Adjective "bishop" definition and examples

(Bishop may not be an adjective, but it can be used as an adjective, click here to find out.)

Pronunciation

/ˈbɪʃəp/

Definitions and examples

noun

A senior member of the Christian clergy, usually in charge of a diocese and empowered to confer holy orders.
  1. 'That governs, ordinarily, the arrangements of priests and bishops and archbishops within the Greek Orthodox Church.'
  2. 'Under the proposal, Lutherans would also accept the historic line of bishops within the Episcopal Church.'
  3. 'I fear the day when the laity selects the bishop of each diocese.'
  4. 'The understanding of the role of the bishop in a diocese involves seeing the bishop as representing Jesus Christ among the priests and people of his diocese.'
  5. 'The brothers' father was also an Anglican bishop of Low Church or Evangelical faith.'
  6. 'The archbishops and bishops of the Church were likewise to contribute soldiers, or an equivalent amount in money.'
  7. 'The most important leader in every large church was a bishop who supervised other clergy.'
  8. 'About 100 church members joined the bishop of Mississippi here for about an hour-long service here.'
  9. 'The local diocesan bishop is charged with enforcement of all these requirements.'
  10. 'In the end, the episcopate came to the United States through the nonjuring bishops of the Episcopal Church in Scotland.'
An African weaver bird, the male of which has red, orange, yellow, or black plumage.
  1. 'Such costs should influence the female's decision of where to start a breeding attempt and might explain why female red bishops do not show a preference for males with many nests.'
  2. 'The cuckoo was taken from the nest of a red bishop bird.'
A chess piece, typically with its top shaped like a mitre, that can move in any direction along a diagonal on which it stands. Each player starts the game with two bishops, one moving on white squares and the other on black.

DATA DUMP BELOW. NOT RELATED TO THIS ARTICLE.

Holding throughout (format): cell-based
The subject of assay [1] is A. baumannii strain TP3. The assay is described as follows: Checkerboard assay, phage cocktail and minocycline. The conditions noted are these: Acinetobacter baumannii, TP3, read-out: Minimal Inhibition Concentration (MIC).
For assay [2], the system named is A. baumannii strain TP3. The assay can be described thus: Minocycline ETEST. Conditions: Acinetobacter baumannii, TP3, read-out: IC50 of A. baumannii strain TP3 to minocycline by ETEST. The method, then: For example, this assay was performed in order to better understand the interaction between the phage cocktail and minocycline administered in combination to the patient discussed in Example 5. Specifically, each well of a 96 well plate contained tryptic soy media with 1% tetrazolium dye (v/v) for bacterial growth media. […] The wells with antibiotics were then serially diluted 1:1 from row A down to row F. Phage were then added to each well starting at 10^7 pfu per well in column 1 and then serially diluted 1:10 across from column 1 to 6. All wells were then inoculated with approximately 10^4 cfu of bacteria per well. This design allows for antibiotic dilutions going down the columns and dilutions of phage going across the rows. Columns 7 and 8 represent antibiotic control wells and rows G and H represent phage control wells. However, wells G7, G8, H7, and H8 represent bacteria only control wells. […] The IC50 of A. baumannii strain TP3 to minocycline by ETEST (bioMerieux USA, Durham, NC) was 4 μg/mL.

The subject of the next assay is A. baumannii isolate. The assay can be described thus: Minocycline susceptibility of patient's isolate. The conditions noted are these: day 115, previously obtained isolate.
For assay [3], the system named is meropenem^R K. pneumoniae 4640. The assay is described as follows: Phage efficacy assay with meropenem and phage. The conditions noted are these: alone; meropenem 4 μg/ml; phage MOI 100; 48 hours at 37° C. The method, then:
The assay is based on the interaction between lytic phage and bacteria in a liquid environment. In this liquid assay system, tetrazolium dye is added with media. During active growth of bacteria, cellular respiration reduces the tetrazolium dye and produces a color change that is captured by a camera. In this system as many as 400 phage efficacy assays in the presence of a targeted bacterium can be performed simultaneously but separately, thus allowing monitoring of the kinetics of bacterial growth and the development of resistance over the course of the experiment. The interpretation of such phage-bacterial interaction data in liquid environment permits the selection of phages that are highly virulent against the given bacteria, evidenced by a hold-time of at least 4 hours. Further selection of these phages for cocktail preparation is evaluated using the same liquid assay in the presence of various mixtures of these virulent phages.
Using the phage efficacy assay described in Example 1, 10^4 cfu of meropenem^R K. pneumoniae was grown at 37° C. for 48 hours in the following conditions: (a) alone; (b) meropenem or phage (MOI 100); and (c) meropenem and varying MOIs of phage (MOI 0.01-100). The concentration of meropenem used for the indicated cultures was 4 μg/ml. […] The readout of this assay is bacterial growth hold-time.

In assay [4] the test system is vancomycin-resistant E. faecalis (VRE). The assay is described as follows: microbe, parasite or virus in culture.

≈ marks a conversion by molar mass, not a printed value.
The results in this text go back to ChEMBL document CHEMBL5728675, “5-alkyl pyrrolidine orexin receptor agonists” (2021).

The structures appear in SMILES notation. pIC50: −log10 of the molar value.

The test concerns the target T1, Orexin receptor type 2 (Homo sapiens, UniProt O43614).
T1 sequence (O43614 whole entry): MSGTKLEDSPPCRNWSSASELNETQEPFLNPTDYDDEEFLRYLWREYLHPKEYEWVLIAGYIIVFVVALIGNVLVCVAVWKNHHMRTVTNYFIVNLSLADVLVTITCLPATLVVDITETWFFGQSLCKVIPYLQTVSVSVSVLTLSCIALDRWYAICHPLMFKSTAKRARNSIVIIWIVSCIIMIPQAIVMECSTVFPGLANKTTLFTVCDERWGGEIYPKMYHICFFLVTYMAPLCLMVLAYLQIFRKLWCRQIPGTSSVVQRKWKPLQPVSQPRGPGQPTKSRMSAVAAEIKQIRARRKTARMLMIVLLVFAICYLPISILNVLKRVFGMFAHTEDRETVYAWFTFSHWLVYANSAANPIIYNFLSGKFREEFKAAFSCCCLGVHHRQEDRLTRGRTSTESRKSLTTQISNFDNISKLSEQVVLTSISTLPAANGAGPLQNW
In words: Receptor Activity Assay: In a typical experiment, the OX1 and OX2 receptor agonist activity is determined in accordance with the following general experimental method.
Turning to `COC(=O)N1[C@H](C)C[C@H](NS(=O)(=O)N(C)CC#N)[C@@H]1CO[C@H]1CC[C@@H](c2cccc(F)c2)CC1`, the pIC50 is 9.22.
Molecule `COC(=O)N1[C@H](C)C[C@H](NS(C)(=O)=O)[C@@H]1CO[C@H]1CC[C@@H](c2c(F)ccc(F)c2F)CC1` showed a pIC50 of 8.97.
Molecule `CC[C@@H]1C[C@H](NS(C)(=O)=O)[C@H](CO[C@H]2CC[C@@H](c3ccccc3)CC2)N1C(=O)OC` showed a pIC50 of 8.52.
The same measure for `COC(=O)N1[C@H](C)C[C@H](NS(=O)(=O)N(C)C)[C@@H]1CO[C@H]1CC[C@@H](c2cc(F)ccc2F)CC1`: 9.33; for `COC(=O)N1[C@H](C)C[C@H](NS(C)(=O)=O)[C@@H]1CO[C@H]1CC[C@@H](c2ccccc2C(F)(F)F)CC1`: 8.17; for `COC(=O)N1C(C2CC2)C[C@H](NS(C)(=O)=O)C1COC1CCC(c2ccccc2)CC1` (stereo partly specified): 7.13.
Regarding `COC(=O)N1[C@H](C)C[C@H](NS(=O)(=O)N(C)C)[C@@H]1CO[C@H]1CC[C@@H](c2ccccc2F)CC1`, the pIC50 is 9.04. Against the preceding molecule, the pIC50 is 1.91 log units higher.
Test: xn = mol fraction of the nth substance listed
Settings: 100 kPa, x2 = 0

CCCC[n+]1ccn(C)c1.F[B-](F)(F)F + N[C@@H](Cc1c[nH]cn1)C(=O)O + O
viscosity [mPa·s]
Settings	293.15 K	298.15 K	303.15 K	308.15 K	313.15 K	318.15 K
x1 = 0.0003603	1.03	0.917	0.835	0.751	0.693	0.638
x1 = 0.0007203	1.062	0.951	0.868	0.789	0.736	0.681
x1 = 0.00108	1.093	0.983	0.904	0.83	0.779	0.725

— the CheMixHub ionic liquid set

1. 'On the one hand, the pieces were easily distinguishable by easily recognisable symbols atop a pedestal - the King with a crown, the Queen with a coronet and the bishop by a mitre.'
  2. 'Each was set up on opposite ends of the board, with each player having two bishops and two rooks.'
  3. 'Every chess bishop moves on a diagonal, and none of those on black squares ever move to white squares (in the same game).'
  4. 'Unfortunately for White, his queen is overworked; it is the only piece guarding the bishops.'
  5. 'He therefore ignored the move, advancing a bishop across the board.'
  6. 'You may eventually notice that bishops stay on a single color, that pawns don't move very fast, or that the queen is feared by other pieces.'
  7. 'Then the two met in the seventh round and drew after 57 moves in an opposite-coloured bishop ending as both kept their title hopes alive.'
  8. 'Which of the following pieces is the most potent in a game of chess - the rook, the bishop the knight, the queen or the pawn?'
  9. 'Exchanging dark-squared bishops is of course a useful positional objective but will White have enough compensation?'
  10. 'Though black got a good attack on the queenside, Prakash defended well and came up with the right moves to win the game in a bishop and pawn ending in 51 moves.'
Mulled and spiced wine.
  1. 'Our guide handed out copies of a recipe for bishop, a kind of mulled wine popular in Victorian times at Christmas.'
  2. 'The 2005 Glaetzer Bishop is dense plum/purple in colour, with crushed black pepper, liquorice and anise on the nose.'

More definitions

1. a person who supervises a number of local churches or a diocese, being in the Greek, Roman Catholic, Anglican, and other churches a member of the highest order of the ministry.

2. a spiritual supervisor, overseer, or the like.

3. Chess. one of two pieces of the same color that may be moved any unobstructed distance diagonally, one on white squares and the other on black.

4. a hot drink made of port wine, oranges, cloves, etc.

5. Also called bishop bird. any of several colorful Afric

More examples(as adjective)

"statements can be bishop."

"calls can be bishop."

Origin

Old English biscop, bisceop, based on Greek episkopos ‘overseer’, from epi ‘above’ + -skopos ‘-looking’.